5 Ways to Help Nonprofits Build Capacity 🌞

Think like a VC Part IV: 5 Ways You Can Help Your Nonprofit Partners Start Building Capacity Today

If you want to amplify the impact of your community investment, helping your nonprofit partners build capacity is one of the most effective paths toward real change.

As head of our foundation and social responsibility at Delta Dental of California, I’m working to explore how capacity building enhances our impact and accelerates the goals we share.

As I continue to talk about how thinking like a venture capitalist can elevate your corporate giving, VCs will often bring their expertise and connections to their companies. This tactic really stands out to me because it’s a relatively minimal investment that can yield exponential returns for your nonprofit partners. That’s why I’m sharing five ways you can help your grantees start building capacity today.

#1) Get to know your grantees and their needs

You’d be surprised at the opportunities that present themselves when you take the time to ask questions about what’s working, what’s not, and what stands in the way of your nonprofit partners’ growth.

When you determine what they are, identify projects you might like to fund that won’t break your bank but will pay off big for your grantees.

Through a short conversation with one of our partners, we found that the main limitation to treating more people was that only one staff member could open the facility during high-demand evening hours. So we gave the organization funds to hire an additional tech a few nights a week and expand their services to the community.

#2) Lend your expertise

Since nonprofit organizations are often stretched for funds and resources, lending our expertise is a relatively low investment/high-return capacity-building strategy.

At Delta Dental, we’ve loaned out programmers, designers, communication experts, and general volunteers. Other high-demand professionals include accounting and finance, business strategists, data experts, and brand marketers.

I know of a large organization that loans its call center operations to nonprofit partner organizations. This service is tremendously valuable to the recipients, with minimal investment for the grant-making organization.

#3) Sponsor training

Chances are, your company offers employees access to training services and software. You can extend that benefit to your partner organizations. If your company doesn’t have training programs, pursue them independently with your grantees.

This past year, we sent six partner practitioners from across California to training workshops held by the National Network for Oral Health Access. There, they learned best practices for running federally qualified health care centers.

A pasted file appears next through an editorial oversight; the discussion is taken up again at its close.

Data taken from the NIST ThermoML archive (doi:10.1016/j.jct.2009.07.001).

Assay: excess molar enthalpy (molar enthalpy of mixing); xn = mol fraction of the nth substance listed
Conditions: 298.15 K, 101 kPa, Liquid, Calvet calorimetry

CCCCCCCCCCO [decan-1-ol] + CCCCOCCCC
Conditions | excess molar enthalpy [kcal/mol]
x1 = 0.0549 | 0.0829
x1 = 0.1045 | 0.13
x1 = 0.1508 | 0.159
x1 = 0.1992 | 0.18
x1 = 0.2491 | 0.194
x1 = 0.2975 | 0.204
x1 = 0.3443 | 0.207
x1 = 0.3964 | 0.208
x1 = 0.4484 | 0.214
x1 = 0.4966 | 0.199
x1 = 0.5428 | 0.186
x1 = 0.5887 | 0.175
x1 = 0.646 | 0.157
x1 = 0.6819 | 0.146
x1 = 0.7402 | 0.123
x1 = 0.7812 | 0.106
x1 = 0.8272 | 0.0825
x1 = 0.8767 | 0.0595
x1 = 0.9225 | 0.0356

#4) Share knowledge and inspiration

Team up with grantees and other experts in your field to share best practices, latest developments, and new ideas.

One way to do this is to co-host industry webinars. Recently, we hosted an event with our Chief Dental Officer and a partner that develops oral health education for children. They facilitated a lively, interactive discussion that raised awareness about children’s oral health and the education program — CATCH Healthy Smiles — Let’s Talk About Kids’ Oral Health.

Industry network sponsorship is another low-cost approach to stimulate capacity building through knowledge building, collaboration, conferences, and networking with industry peers.

#5) Share your connections

Your network is one of the most valuable assets you can share. For example, you may have a business partner who can help take a grantee to the next level. Or fellow nonprofit partners who would make ideal co-collaborators. So take stock of your grantees and think about possible connections.

At Delta Dental, we’ve connected our sponsored, reduced-price, and free health care clinics with our food bank partners. That way, clinics can offer wrap-around services to clients experiencing food insecurity. We’ve also connected clinics with volunteer dental assistance from within our provider network.

Capacity building enhances both your investment and your impact

Funding may have its limits — but your impact doesn’t have to. When you push your investment to its most efficient use, everyone wins.

Capacity building makes the most of your assets and expertise, helps grantees grow and expand services, and brings you closer to the goals you share.

Let’s start a conversation and build the change we want to see.

Kenzie

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Kenzie Ferguson is a recognized leader in corporate foundations, impact investing, social impact strategies and corporate community engagement.

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Kenzie Ferguson

Kenzie Ferguson

Kenzie Ferguson is a recognized leader in corporate foundations, impact investing, social impact strategies and corporate community engagement.

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